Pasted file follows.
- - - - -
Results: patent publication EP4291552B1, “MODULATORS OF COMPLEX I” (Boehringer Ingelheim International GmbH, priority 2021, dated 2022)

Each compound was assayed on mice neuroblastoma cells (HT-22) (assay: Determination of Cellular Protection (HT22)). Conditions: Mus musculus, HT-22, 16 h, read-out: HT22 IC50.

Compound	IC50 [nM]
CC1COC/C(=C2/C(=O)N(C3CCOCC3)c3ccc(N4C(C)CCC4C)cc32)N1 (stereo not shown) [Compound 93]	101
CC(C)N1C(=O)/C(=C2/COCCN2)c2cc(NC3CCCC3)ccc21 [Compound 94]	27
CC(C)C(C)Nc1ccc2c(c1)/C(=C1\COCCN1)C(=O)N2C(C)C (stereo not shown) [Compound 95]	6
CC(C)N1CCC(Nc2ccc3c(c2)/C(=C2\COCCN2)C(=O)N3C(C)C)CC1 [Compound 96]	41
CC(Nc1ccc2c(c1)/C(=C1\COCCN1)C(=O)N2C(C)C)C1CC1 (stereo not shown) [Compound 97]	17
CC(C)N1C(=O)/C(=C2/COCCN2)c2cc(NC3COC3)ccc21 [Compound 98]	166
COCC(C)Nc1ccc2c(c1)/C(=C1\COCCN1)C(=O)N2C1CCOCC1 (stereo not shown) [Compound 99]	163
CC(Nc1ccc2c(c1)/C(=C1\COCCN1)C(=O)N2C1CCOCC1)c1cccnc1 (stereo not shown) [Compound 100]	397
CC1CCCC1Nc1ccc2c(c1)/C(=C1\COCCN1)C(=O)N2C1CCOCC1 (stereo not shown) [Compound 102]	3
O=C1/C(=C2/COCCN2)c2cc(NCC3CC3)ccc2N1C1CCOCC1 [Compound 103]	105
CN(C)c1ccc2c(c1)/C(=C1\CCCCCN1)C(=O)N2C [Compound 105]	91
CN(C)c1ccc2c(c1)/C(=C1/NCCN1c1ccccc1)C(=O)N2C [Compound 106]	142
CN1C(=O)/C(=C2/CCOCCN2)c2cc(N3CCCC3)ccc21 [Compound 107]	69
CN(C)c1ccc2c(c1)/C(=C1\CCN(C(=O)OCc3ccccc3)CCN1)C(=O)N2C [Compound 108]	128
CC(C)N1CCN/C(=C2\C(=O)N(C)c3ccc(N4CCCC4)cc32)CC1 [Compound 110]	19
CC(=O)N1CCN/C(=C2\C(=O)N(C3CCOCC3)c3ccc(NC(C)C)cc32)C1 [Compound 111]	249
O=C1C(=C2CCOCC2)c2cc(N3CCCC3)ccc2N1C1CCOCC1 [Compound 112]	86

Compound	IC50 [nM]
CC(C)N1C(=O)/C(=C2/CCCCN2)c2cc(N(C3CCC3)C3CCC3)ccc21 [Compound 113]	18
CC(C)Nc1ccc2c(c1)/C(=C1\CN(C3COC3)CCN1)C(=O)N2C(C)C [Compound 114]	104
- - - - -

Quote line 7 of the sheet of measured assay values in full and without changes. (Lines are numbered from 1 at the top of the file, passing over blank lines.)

CC(C)N1CCC(Nc2ccc3c(c2)/C(=C2\COCCN2)C(=O)N3C(C)C)CC1 [Compound 96]	41